William Howard Taft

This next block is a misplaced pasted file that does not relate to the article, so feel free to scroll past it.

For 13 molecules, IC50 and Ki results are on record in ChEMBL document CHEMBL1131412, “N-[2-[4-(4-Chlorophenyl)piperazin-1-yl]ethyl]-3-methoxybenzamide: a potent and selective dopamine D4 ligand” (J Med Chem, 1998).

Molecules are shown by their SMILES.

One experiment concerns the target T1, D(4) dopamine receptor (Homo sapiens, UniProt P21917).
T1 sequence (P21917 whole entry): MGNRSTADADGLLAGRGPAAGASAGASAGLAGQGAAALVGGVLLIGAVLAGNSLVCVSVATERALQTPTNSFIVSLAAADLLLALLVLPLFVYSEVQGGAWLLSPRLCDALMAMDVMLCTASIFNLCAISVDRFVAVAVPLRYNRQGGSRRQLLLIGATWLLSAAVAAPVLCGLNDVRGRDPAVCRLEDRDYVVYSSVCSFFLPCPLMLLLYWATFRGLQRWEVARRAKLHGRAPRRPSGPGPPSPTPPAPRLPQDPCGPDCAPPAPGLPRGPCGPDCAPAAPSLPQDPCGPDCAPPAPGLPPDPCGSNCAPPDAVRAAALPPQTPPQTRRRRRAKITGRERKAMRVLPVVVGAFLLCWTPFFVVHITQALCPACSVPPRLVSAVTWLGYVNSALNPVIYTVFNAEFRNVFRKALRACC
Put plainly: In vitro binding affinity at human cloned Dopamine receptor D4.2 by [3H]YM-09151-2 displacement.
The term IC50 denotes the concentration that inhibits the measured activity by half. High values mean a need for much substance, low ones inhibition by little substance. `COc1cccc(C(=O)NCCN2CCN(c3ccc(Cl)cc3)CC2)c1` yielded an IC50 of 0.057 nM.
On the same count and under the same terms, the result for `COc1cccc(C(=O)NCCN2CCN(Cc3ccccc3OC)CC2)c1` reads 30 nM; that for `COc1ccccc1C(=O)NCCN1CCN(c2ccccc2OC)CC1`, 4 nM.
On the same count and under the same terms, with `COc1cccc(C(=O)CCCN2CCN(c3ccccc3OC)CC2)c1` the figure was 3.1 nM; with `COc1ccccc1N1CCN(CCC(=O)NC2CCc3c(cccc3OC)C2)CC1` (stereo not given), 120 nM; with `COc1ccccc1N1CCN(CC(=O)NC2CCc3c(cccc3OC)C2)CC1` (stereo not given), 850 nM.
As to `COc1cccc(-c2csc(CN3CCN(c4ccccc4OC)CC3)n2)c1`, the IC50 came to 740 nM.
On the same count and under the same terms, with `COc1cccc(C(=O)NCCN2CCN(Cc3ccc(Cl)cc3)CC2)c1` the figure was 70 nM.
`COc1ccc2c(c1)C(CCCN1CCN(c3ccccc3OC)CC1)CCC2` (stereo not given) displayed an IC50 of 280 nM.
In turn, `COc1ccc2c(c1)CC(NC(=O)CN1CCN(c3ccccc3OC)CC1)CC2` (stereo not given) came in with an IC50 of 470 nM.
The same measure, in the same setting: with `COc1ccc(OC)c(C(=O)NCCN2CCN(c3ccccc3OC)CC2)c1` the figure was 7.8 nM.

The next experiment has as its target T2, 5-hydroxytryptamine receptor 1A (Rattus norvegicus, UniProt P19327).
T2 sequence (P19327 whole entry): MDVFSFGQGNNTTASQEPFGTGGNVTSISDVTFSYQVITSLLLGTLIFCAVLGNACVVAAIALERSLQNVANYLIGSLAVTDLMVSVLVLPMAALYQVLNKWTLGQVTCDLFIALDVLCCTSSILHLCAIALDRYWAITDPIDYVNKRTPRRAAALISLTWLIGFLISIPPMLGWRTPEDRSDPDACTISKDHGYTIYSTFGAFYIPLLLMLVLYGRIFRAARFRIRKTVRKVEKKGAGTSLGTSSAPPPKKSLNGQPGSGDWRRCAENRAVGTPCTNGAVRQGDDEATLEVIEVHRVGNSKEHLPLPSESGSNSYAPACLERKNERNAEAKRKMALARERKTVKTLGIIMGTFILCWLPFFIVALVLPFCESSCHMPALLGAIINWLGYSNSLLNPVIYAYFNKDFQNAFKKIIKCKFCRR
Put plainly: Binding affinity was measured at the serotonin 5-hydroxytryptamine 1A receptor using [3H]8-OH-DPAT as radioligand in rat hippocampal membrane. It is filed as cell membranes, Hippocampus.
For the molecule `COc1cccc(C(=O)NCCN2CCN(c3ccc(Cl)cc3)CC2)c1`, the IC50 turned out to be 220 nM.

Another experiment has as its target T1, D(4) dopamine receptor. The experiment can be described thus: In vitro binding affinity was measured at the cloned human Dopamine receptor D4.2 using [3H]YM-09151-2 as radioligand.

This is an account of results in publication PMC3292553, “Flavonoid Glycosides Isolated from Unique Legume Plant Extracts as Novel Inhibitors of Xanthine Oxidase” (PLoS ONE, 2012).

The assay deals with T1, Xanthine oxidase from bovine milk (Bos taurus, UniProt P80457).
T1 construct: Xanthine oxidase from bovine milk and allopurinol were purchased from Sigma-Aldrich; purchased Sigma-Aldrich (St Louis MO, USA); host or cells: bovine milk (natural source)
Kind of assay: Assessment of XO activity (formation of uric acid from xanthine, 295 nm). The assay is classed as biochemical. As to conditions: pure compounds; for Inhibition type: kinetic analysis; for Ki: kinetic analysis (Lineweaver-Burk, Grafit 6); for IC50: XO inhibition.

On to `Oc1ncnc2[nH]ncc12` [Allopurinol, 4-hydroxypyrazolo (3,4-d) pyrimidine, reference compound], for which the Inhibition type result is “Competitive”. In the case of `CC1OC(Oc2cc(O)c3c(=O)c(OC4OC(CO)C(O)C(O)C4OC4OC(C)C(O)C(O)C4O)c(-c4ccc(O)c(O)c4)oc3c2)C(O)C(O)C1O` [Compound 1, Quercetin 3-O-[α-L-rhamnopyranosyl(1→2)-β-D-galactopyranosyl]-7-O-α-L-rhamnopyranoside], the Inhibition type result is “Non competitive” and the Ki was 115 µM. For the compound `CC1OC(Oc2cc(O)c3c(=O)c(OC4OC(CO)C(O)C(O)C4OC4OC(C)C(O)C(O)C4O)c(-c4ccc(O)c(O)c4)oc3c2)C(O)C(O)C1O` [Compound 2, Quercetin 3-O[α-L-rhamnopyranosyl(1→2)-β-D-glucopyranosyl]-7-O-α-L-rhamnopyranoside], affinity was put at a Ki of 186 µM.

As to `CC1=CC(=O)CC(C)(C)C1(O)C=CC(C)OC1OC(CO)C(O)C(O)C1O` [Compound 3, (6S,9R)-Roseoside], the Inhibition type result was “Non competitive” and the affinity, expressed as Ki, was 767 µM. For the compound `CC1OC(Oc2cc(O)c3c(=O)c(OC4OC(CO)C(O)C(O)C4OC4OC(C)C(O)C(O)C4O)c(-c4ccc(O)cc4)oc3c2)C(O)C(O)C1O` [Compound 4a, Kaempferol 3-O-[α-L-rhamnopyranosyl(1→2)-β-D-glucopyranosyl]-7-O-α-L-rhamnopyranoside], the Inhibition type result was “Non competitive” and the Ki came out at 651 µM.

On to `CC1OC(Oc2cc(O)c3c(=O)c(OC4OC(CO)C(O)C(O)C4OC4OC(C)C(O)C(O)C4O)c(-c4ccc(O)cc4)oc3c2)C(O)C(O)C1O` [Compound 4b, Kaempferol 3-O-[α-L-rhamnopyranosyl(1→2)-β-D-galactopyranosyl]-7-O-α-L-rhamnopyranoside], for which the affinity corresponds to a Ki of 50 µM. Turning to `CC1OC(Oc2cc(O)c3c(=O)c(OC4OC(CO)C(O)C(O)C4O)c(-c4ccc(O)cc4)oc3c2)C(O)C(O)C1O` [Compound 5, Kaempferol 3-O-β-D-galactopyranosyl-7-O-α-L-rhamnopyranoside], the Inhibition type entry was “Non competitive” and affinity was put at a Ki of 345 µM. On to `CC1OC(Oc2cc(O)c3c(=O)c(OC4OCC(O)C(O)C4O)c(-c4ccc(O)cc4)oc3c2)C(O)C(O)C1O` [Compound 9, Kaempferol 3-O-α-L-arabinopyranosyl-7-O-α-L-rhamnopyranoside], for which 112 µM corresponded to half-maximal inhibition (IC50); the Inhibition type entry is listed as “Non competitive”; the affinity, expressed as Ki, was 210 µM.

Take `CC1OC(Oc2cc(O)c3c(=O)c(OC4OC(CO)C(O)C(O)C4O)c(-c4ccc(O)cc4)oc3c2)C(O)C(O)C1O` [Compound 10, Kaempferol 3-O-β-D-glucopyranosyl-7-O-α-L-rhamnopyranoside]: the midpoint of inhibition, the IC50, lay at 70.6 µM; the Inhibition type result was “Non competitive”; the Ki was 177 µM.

Twenty-seventh President William Howard Taft was born in Cincinnati, Ohio on September 15, 1857. His father was a judge and his son William was an excellent student. He entered Yale College in 1874 and graduated four years later. He returned to Cincinnati and became a successful lawyer. In 1881 he was appointed assistant prosecutor in a county court. He went on to become an official in the Bureau of the Internal Revenue Service. He did not like that job and resigned. He married Helen Herron in 1886: they had three children. In 1887 he was named a judge on the Ohio Superior Court. In 1890, President Benjamin Harrison offered Taft the post of solicitor General of the United States, the second largest job of the Department of Justice. In 1892 he resigned to become a federal circuit judge. President William McKinley picked Taft to become head of a special commission to oversee the government of the Philippine Islands. In 1904 President Roosevelt appointed Taft Secretary of War. Taft was nominated for President by the Republican Party and won. He helped establish the 16th Amendment to the Constitution, which allows Congress to collect income tax. He served on term. In the next election he was opposed by Roosevelt and Woodrow Wilson. He retired to Yale University where he was a professor of constitutional law until he was appointed Chief Justice of the United States by President Harding in 1921. His administrative work as a Supreme Court justice is considered his greatest contribution to public service. He retired in 1930 due to poor health and died the same year on March 8 in Washington D.C. Taft was President from 1909-13 and Vice President was James Sherman.